Supreme Court dismisses businessman Denis O’Brien’s appeal over Dail statements

The Supreme Court has dismissed businessman Denis O’Brien’s appeal over statements made in the Irish parliament about his banking affairs.

The court, sitting in Galway, delivered its unanimous judgment on Mr O’Brien’s appeal against the High Court.

The High Court action arose from statements made by Social Democrat TD Catherine Murphy and Sinn Fein TD Pearse Doherty in the Dail during a debate in 2015.

The statements were made after Mr O’Brien was granted an injunction against RTE in April 2015, which prevented it from broadcasting details about his banking affairs.

Mr O’Brien said the statements made by the two deputies interfered with the court’s decision and damaged his constitutional rights.

The Committee on Procedure and Privileges (CPP) said the TDs did not breach the rules.

However, Mr O’Brien said the manner in which his complaint was dealt with breached the committee’s own rules.

After the High Court rejected Mr O’Brien’s case against the Dail, the Supreme Court heard his appeal.

On Tuesday, the court ruled that any interference by the court in this case would be “impermissible under the constitution”.

Mr Justice Frank Clarke said: “Mr O’Brien sought relief in respect of two different types of claim.

“The first concerns directly statements or utterances made by two deputies in the Dail.

“The second concerned the manner in which the CPP dealt with a complaint which Mr O’Brien had made in respect of those utterances.

“In its judgment, this court identified two significant barriers to the justiciability of issues arising from a set of restrictions derived from the actual wording of the relevance of sub-articles of Article 15 of the constitution which confer significant privileges and immunities on the Houses of the Oireachtas.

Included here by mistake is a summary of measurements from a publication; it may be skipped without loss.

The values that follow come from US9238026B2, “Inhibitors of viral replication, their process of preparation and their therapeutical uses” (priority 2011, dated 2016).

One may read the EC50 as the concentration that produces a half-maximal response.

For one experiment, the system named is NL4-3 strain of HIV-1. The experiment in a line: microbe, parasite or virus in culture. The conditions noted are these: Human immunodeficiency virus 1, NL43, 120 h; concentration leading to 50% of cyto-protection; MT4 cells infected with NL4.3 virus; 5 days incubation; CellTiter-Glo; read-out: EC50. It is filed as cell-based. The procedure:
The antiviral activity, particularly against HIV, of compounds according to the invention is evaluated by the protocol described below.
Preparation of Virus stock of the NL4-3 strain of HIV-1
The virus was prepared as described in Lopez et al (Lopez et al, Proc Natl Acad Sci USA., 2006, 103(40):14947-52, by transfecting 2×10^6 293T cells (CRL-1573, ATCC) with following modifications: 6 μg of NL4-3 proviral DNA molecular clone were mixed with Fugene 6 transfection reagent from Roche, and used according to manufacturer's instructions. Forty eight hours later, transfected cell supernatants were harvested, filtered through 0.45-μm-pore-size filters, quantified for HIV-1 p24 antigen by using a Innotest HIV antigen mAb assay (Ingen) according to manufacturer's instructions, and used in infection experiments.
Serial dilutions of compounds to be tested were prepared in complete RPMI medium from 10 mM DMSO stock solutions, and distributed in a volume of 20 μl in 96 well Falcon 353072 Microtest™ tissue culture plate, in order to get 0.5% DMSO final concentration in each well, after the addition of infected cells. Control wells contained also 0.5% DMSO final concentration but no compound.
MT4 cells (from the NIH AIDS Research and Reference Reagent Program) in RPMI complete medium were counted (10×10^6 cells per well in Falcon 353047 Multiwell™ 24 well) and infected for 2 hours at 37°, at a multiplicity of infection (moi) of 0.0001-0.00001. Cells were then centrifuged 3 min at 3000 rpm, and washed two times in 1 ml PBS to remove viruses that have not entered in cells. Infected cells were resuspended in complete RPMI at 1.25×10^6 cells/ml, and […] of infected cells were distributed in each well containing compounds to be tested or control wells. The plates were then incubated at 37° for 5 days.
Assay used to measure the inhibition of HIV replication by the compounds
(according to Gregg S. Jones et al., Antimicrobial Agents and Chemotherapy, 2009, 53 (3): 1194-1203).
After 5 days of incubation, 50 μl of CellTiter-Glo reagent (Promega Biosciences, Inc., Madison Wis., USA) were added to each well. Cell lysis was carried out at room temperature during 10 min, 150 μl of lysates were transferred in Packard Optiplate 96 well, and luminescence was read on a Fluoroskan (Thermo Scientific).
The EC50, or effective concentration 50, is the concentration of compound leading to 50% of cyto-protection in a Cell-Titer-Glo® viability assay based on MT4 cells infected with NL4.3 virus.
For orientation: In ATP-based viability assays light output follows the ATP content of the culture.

“The court has concluded that the challenge which Mr O’Brien has sought to bring to the decision of the CPP involves, in substance, an indirect or collateral challenge to the utterances of the deputies themselves.

“The only practical consequence of a successful outcome to proceedings such as this would be that it might lead to a reconsideration by the CPP of its decision in respect of Mr O’Brien’s complaint.

“If that should lead to a different result, then a court would have been at least indirectly or collaterally involved in dealing with utterances made in the Houses.

“In the court’s view, such course of action is impermissible under the constitution.”

He said that the court also noted that there is a constitutional obligation on the Oireachtas to provide protection for the constitutional rights of citizens for matters which happen in the Houses.

Welcoming the decision by the Supreme Court, Mr Doherty tweeted: “Over the moon as Supreme Court dismisses Denis O’Brien’s appeal about comments made in the Dail by myself and Catherine Murphy.

“Common sense prevails.”

Ms Murphy tweeted: “Obviously delighted with today’s Supreme Court ruling which reinforces decision of both CPP and High Court, that myself and Pearse Doherty did not abuse parliamentary privilege.”